Sharpe and his camp have constantly expressed that it is their full intent to not enter the draft and return to Kentucky for his true freshman season. But the idea of being a top pick and being in the NBA has never been passed up before.

Anyone who thinks they know what he is doing is lying at this point. We will simply have to wait, and stress, this situation out until Sharpe comes out and says what he is doing.


Lance Ware, Center

Ware has spent his second consecutive season in a low-minutes bench role playing the backup center. And unlike previously noted Toppin and Fredrick, Ware has never transferred, meaning he very well could enter the portal this offseason. A former top 50 prospect struggling to get playing time sounds like a recipe for a transfer, especially with the potential frontcourt log jam we will have next year.


However, Ware has been a hard working player who always understands his role, does what he is told, and doesn't complain about anything. He understands that he is a four year player at Kentucky who is going to have to wait his turn, and he doesn't appear to have any problem with that. So why is he "on the fence" rather than "most likely staying"?

One of the biggest reasons that Ware ended up at Kentucky was because of his close relationship with Kenny Payne, the new head coach of Louisville's basketball team. I still believe that Ware remaining in the blue and white is likely, but the information we are hearing at Cats Coverage is that a transfer to that school out west is a legitimate option.


Incoming:

Cason Wallace, Guard

Cason Wallace is the next great combo guard under John Calipari, following the likes of Immanuel Quickley, Tyrese Maxey, and TyTy Washington in recent years. He is as well rounded as prospects come, with the ability to score on all three levels, create shots for himself and others, as well as defend at a high level.


His intensity, physicality, and toughness on both ends of the floor is what sets him apart from many other top prospects his age. Many times we see freshmen struggle to adapt to the physicality and speed of college basketball after playing in high school and AAU. This will not be the case for Wallace.


His only potential limitation is it remains to be seen if he can be the #1 scoring option for a really good college basketball team. I see him easily eclipsing double digit scoring averages, but will he be able to average 15+? Or be able to score 25+ on a given night? With Wheeler being a pass first point guard, Kentucky will either need to return Shaedon Sharpe or look for a scoring wing in the portal to pair with Cason Wallace on the perimeter.


With that being said, while he may not be an elite scorer, Cason Wallace is the exact type of player you want our your team. A guard with his level of toughness is what some people might say our team was missing this year. I feel very comfortable right now saying that Wallace will win us some games in March.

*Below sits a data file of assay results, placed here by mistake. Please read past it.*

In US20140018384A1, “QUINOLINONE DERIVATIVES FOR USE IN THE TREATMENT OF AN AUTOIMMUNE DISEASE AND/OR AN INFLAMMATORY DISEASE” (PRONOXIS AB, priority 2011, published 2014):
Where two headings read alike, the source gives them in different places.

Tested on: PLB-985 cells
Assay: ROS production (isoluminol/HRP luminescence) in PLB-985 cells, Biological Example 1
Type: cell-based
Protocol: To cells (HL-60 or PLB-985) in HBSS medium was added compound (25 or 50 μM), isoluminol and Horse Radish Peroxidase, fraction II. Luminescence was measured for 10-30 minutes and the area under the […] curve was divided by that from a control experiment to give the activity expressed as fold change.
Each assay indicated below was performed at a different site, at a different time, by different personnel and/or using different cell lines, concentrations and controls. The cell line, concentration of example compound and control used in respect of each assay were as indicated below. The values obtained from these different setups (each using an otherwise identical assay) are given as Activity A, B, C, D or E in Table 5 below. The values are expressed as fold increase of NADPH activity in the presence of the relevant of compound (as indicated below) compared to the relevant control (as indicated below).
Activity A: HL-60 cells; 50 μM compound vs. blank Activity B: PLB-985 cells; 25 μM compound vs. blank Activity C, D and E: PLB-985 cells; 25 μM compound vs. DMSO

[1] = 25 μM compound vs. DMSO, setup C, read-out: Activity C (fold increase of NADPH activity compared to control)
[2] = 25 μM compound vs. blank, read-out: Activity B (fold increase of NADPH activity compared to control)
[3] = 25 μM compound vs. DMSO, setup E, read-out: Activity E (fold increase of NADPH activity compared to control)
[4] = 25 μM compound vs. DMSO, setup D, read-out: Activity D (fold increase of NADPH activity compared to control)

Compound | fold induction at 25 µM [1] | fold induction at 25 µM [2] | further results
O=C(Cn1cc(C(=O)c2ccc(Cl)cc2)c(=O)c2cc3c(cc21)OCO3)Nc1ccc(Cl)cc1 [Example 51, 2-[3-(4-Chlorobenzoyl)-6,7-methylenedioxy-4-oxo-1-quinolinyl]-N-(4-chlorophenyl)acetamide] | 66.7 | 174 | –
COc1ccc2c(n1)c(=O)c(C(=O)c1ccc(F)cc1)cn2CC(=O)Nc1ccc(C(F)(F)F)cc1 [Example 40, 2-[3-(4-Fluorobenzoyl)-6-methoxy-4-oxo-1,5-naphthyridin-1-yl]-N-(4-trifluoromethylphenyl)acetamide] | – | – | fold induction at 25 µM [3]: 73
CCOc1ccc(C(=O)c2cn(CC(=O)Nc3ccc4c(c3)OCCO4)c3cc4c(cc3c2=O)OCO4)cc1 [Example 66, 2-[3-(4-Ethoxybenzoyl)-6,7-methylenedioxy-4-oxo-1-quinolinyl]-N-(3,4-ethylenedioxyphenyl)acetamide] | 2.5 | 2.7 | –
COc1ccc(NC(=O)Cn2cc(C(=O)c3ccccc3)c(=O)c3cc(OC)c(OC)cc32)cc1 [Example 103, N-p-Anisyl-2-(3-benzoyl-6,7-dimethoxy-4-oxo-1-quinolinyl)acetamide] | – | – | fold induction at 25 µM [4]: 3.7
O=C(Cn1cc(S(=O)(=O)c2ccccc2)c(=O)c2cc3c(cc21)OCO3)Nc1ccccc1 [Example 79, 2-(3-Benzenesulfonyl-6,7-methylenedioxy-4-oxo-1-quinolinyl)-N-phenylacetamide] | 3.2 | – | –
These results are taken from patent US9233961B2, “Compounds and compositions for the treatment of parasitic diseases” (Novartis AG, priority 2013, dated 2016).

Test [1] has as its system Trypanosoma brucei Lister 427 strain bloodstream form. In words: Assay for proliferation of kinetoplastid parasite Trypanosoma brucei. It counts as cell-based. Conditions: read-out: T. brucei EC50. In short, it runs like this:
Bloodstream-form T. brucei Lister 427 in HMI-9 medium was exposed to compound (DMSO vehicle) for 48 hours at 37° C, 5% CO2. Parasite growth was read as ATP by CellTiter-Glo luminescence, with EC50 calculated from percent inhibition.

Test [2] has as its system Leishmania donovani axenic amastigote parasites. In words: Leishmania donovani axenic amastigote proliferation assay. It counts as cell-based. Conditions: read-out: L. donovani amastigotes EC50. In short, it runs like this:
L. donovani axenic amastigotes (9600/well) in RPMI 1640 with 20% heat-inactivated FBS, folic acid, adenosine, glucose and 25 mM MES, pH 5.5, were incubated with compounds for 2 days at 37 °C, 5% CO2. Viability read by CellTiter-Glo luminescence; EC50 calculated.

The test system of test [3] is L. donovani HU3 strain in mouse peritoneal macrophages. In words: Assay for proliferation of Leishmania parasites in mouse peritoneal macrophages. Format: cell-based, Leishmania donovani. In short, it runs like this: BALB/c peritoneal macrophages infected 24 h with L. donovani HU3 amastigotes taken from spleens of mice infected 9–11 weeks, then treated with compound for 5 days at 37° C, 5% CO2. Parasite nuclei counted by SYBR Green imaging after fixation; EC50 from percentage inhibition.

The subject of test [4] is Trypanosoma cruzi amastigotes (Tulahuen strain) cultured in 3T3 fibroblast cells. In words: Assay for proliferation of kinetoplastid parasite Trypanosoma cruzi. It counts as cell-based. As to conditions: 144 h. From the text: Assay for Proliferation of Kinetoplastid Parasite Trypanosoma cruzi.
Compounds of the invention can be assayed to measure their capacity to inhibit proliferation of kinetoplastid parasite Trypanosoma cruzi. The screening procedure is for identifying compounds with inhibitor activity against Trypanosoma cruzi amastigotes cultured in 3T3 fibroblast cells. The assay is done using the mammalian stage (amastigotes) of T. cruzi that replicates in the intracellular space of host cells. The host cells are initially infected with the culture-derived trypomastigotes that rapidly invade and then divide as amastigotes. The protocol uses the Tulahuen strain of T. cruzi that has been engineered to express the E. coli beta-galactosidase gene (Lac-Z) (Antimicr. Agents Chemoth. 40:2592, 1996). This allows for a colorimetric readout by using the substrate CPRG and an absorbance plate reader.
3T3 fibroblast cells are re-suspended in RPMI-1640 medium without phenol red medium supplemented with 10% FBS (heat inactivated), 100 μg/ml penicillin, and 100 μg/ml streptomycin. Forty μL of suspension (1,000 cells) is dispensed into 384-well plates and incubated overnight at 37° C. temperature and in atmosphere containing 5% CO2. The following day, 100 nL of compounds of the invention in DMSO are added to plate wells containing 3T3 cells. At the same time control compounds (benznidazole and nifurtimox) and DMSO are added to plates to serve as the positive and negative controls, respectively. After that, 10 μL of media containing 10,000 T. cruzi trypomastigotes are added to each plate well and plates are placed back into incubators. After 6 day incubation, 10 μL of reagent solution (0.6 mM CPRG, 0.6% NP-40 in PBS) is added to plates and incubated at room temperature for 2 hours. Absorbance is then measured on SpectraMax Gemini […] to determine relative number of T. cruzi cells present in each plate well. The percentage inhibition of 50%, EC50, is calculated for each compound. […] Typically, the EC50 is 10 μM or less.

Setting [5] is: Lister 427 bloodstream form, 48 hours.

Chris Livingston, Forward

Chris Livingston looks like he was made in a lab specifically for John Calipari: a 6'7" 220 lbs (via Rivals) wing who can jump out of the gym, play multiple positions, and rebounds very well for his size. Livingston is best known for his ability to drive to the rim and finish through, or over, traffic in the paint. He might be the most athletic player in his recruiting class. In his senior season, he has also developed a respectable three point shot with his feet set in catch-and-shoot situations.


If utilized correctly, Livingston could be one of the biggest mismatches in college basketball. Anyone strong enough to guard him in the paint will be nowhere near quick enough to stay in front of him out on the perimeter. And anyone quick enough to stick with him defensively will be far too small and weak to contest his shots in the interior. He is the ideal "stretch 4" for modern college basketball.


However, if we try to play him at the 3, like we have seen Calipari do in the past with players such as Cam'Ron Fletcher or Khalil Whitney, we will not have enough court spacing to be effective on offense. Our paint will be clogged for whoever is playing the 4 and 5, and there will not be driving lanes open for Livingston, as well as our guards like Sahvir Wheeler.


It will be a big step for Chris Livingston, who has expressed in the past that he is not a power forward. I would love to see Chris Livingston play the 4, but not play LIKE a 4. In order to keep up with the times, Kentucky should adopt a true four out lineup where we have four players, all with guard skills, out on the perimeter. Livingston could be the perfect guy to be that fourth.


Transfer Portal

If we return all of the players who are "on the fence" we won't have much need for the transfer portal, having a potential roster of:


G Sahvir Wheeler

G Cason Wallace

G Shaedon Sharpe

G CJ Fredrick

F Chris Livingston

F Jacob Toppin

F Daimion Collins

C Oscar Tshiebwe

C Lance Ware


I see us using the transfer portal to fill any of the "on the fence" players that wind up leaving. If Oscar Tshiebwe leaves, we will need to find the best available center in the portal for the tall task of replacing some of the production Oscar Tshiebwe gave us. If Shaedon Sharpe leaves, we will need to find a wing scorer who is capable of spacing the floor and creating his own shot. If Lance Ware leaves, we need to find a veteran who provide us depth and energy in the frontcourt.

The transfer portal is a great tool to help fill voids like those in the summer. However, the best option would be to not have to use it at all. The energy of our coaching staff should be dedicated to doing everything that they can to return all or as many as possible of the "on the fence" players.